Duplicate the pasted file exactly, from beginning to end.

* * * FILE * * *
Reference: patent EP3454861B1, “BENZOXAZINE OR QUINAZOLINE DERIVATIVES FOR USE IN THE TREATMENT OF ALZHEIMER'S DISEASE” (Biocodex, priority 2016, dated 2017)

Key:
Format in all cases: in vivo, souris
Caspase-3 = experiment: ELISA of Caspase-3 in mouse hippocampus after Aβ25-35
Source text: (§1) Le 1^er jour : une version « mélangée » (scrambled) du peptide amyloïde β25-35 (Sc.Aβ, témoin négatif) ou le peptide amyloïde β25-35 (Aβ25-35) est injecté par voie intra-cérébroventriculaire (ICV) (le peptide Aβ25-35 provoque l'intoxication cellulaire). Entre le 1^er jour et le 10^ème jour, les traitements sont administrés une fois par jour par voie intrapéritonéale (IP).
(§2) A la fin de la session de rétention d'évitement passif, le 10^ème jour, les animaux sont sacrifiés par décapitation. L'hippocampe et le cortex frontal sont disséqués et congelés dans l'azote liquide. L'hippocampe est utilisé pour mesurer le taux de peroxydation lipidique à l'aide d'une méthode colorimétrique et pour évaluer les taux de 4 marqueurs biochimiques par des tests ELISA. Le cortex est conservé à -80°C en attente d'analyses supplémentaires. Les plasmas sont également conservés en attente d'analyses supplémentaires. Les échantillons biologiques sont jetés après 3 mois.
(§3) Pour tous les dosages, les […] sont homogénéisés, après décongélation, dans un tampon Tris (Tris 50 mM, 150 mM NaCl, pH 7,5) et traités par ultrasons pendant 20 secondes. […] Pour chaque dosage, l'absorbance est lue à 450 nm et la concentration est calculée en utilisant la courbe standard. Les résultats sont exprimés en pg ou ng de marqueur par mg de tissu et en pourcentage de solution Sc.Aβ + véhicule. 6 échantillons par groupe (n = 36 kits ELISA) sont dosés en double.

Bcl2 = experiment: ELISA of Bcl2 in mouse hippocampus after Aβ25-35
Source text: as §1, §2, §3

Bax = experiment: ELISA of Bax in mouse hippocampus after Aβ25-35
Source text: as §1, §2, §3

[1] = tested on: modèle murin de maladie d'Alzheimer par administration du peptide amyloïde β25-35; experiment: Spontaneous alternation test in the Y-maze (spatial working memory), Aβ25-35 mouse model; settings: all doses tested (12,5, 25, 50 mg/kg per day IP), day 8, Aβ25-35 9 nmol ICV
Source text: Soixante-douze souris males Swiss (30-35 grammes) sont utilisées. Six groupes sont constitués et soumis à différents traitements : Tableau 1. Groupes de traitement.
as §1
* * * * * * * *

Reference: patent EP3454861B1, “BENZOXAZINE OR QUINAZOLINE DERIVATIVES FOR USE IN THE TREATMENT OF ALZHEIMER'S DISEASE” (Biocodex, priority 2016, dated 2017)

Key:
Format in all cases: in vivo, souris
Caspase-3 = experiment: ELISA of Caspase-3 in mouse hippocampus after Aβ25-35
Source text: (§1) Le 1^er jour : une version « mélangée » (scrambled) du peptide amyloïde β25-35 (Sc.Aβ, témoin négatif) ou le peptide amyloïde β25-35 (Aβ25-35) est injecté par voie intra-cérébroventriculaire (ICV) (le peptide Aβ25-35 provoque l'intoxication cellulaire). Entre le 1^er jour et le 10^ème jour, les traitements sont administrés une fois par jour par voie intrapéritonéale (IP).
(§2) A la fin de la session de rétention d'évitement passif, le 10^ème jour, les animaux sont sacrifiés par décapitation. L'hippocampe et le cortex frontal sont disséqués et congelés dans l'azote liquide. L'hippocampe est utilisé pour mesurer le taux de peroxydation lipidique à l'aide d'une méthode colorimétrique et pour évaluer les taux de 4 marqueurs biochimiques par des tests ELISA. Le cortex est conservé à -80°C en attente d'analyses supplémentaires. Les plasmas sont également conservés en attente d'analyses supplémentaires. Les échantillons biologiques sont jetés après 3 mois.
(§3) Pour tous les dosages, les […] sont homogénéisés, après décongélation, dans un tampon Tris (Tris 50 mM, 150 mM NaCl, pH 7,5) et traités par ultrasons pendant 20 secondes. […] Pour chaque dosage, l'absorbance est lue à 450 nm et la concentration est calculée en utilisant la courbe standard. Les résultats sont exprimés en pg ou ng de marqueur par mg de tissu et en pourcentage de solution Sc.Aβ + véhicule. 6 échantillons par groupe (n = 36 kits ELISA) sont dosés en double.

Bcl2 = experiment: ELISA of Bcl2 in mouse hippocampus after Aβ25-35
Source text: as §1, §2, §3

Bax = experiment: ELISA of Bax in mouse hippocampus after Aβ25-35
Source text: as §1, §2, §3

[1] = tested on: modèle murin de maladie d'Alzheimer par administration du peptide amyloïde β25-35; experiment: Spontaneous alternation test in the Y-maze (spatial working memory), Aβ25-35 mouse model; settings: all doses tested (12,5, 25, 50 mg/kg per day IP), day 8, Aβ25-35 9 nmol ICV
Source text: Soixante-douze souris males Swiss (30-35 grammes) sont utilisées. Six groupes sont constitués et soumis à différents traitements : Tableau 1. Groupes de traitement.
as §1